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There might come a time when Hollywood actors rally behind former Panama dictator Manuel Noriega in his lawsuit alleging that the blockbuster video game, Call of Duty: Black Ops II, violates his publicity rights. Until then, under the category of “strange bedfellows,” comes former New York City mayor Rudy Giuliani, who has snuggled up to Activision Blizzard in its campaign to protect its violent game.
Giuliani, now a named partner at Bracewell & Giuliani, is serving as co-counsel for Activision. He’s the big name here, though Kelly Klaus at Munger, Tolles & Olson is no slouch, currently engaged in helping Warner/Chappell Music keep the “Happy Birthday” song from the public domain. Klaus is also co-counsel to Activision in the Noriega lawsuit.
On Monday, Activision’s lawyers submitted a motion to strike Noriega’s claim that Call of Duty violates his name and likeness arising from the game’s depiction of Panama during the late 1980s. Noriega’s lawsuit complains he’s been “portrayed as the culprit of numerous fictional heinous crimes.”
“Noriega’s claims are audacious,” states the defendant’s motion. “If credited, they would give numerous historical and political figures—as well as their heirs—a veto right over their appearance in imaginative works of art set in historical contexts. That veto right would cover not only videogames, but other constitutionally protected works, including movies, TV shows, and books (such as Forrest Gump, Saturday Night Live and Ragtime, to name just a few).”
Activision is looking to use California’s anti-SLAPP statute to kill Noriega’s complaint. This law is meant to stop frivolous litigation impinging First Amendment rights at the early stage. In order to succeed, Activision has to first show that its activity is in furtherance of protected rights like free speech. Given the outcome of the 2011 Supreme Court ruling, Brown v. Entertainment Merchants Association, Activision should be able to clear this hurdle easily.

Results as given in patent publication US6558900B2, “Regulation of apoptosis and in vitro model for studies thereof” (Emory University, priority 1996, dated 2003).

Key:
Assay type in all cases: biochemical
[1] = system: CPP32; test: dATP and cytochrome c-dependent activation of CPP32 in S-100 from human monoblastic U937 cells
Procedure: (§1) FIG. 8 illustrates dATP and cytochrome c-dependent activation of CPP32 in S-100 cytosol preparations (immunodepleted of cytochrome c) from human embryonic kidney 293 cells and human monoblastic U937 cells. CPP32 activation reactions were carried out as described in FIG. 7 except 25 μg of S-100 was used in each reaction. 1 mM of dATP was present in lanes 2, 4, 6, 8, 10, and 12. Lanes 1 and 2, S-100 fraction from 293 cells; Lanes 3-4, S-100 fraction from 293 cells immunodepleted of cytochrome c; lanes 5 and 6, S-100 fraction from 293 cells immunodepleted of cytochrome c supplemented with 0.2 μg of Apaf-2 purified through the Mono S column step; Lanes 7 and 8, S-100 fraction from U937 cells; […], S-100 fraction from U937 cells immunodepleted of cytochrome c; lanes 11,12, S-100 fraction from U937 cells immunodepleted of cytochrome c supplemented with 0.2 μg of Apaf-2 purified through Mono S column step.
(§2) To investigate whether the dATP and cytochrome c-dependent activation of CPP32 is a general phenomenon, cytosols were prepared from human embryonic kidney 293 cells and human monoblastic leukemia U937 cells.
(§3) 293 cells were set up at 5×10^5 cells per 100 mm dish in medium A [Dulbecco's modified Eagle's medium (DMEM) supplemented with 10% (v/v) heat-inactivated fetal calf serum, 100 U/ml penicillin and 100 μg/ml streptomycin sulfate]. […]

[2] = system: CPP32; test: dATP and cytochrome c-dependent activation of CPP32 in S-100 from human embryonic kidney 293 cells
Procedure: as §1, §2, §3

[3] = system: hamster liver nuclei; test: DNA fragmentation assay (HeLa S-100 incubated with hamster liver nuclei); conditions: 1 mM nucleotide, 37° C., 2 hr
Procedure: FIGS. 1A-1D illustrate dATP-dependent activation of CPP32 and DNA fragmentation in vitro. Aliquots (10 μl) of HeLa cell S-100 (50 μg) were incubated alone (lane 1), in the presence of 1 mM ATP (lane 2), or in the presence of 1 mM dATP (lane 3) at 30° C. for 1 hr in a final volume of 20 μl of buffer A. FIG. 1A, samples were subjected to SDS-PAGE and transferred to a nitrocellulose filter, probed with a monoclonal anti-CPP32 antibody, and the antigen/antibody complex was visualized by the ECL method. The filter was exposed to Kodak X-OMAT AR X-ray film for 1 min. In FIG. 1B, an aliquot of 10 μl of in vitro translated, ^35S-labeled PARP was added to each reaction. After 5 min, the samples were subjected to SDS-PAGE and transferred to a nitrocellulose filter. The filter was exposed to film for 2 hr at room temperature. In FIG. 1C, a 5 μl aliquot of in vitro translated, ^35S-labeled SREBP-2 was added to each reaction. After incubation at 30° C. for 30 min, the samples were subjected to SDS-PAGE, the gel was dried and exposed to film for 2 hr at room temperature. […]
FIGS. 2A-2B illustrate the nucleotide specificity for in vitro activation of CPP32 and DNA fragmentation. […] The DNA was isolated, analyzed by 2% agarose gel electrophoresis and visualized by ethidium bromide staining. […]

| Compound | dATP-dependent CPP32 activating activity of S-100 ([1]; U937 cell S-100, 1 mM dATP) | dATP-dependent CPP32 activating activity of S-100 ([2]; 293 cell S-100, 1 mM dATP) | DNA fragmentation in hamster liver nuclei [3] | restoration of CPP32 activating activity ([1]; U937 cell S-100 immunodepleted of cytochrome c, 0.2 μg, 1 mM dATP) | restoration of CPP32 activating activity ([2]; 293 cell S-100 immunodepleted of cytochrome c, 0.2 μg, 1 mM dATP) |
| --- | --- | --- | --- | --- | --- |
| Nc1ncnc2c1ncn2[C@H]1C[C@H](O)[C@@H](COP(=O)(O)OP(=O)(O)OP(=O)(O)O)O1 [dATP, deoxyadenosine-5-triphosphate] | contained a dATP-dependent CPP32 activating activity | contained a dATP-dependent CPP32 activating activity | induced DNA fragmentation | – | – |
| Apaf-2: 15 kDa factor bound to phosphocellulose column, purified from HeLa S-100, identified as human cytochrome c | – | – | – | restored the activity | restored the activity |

The second prong of California’s anti-SLAPP statute necessitates that Activision demonstrate a likelihood of ultimately prevailing in the lawsuit. If Activision is able to show this, the lawsuit goes no further. However, this is a much tougher hurdle for the game publisher.
That’s because in 2001, the California Supreme Court looked at a dispute involving an artist who sold lithographs and T-shirts bearing the faces of the Three Stooges. The judges put forward the test of “whether the celebrity likeness is one of the ‘raw materials’ from which an original work is synthesized, or whether the depiction or imitation of the celebrity is the very sum and substance of the work in question.”
Years later, Gwen Stefani used that ruling to overcome Activision’s anti-SLAPP attempt to defeat her lawsuit that Band Hero infringed her publicity rights. Before the lawsuit was settled, a California appeals court rejected Activision’s arguments that its use of a Stefani avatar amounted to a “transformative use” of her image.